According to the Globe and Mail, Google discovered the swine flu outbreak in Mexico a week before the entire world had even a clue it was going on. How? The theory is that when people get sick, they go online to search for information about the illness. Tracking those queries provides an almost real-time frame of how many people are sick, so the data can spot things like outbreaks more quickly than other methods. Apparently, Google released data this week that show the number of flu-related Web queries made by users in Mexico. And the data shows a “sharp spike in the number of queries, especially in Mexico City, beginning early in the week of April 19.” That was the week that Mexican health officials sounded the alarm about swine flu and that it had become a global concern. In the U.S.,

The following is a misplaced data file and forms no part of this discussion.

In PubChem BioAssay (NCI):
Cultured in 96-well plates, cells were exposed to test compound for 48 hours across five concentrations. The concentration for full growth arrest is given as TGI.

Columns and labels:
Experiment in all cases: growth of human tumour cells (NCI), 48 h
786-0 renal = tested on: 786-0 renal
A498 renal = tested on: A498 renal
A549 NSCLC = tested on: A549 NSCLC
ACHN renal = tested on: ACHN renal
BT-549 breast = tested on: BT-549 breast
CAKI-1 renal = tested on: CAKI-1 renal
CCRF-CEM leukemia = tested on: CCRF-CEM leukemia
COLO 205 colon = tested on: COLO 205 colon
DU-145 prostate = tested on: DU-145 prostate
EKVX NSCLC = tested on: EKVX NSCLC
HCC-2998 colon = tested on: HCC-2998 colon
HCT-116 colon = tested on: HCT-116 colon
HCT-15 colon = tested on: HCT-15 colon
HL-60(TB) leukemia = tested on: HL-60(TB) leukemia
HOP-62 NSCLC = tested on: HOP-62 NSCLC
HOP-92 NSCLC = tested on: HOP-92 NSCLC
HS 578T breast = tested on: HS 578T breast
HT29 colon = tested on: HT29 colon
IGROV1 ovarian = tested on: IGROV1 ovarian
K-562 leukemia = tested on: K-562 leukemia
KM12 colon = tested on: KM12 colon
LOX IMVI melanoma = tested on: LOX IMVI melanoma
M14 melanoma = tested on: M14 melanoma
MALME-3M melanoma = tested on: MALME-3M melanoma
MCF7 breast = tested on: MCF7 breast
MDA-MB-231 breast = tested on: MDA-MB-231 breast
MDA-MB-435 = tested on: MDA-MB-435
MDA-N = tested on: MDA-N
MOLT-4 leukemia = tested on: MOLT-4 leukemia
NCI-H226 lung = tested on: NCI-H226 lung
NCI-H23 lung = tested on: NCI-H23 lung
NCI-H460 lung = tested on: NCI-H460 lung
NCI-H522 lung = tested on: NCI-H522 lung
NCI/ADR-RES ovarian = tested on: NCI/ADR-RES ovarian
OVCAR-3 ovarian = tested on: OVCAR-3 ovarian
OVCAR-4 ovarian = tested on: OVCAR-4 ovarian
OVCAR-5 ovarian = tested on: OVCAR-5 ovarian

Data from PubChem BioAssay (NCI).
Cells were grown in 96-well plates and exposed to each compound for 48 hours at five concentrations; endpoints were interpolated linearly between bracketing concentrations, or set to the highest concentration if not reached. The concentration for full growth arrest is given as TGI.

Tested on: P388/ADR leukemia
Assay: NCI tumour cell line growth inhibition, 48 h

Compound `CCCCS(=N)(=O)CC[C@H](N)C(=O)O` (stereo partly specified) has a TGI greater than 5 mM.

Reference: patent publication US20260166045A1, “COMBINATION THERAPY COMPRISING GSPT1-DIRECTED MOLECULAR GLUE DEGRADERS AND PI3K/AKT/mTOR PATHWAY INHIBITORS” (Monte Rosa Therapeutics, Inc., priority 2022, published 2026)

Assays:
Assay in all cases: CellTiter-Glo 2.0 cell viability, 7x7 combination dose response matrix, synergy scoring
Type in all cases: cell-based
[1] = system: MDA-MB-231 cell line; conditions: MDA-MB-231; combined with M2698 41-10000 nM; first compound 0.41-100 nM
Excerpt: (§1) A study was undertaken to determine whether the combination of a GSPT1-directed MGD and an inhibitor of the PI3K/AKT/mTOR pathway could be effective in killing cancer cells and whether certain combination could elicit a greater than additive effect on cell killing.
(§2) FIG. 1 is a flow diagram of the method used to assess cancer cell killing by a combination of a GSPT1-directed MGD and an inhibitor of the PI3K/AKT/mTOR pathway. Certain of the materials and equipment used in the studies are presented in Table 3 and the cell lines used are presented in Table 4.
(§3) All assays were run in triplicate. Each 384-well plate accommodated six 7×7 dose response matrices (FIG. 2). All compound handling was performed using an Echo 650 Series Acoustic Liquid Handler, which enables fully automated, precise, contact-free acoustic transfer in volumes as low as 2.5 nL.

Google can check the accuracy of its results against data from the Centers for Disease Control and Prevention. With the Mexican data, Google engineers note, the search engine has been unable to perform such checks.
Google plans to continue updating its Mexican flu and is working with the CDC to help in any way they can. However, they now have to
filter out the onslaught of flu-related queries being made by healthy people looking for information about this crisis.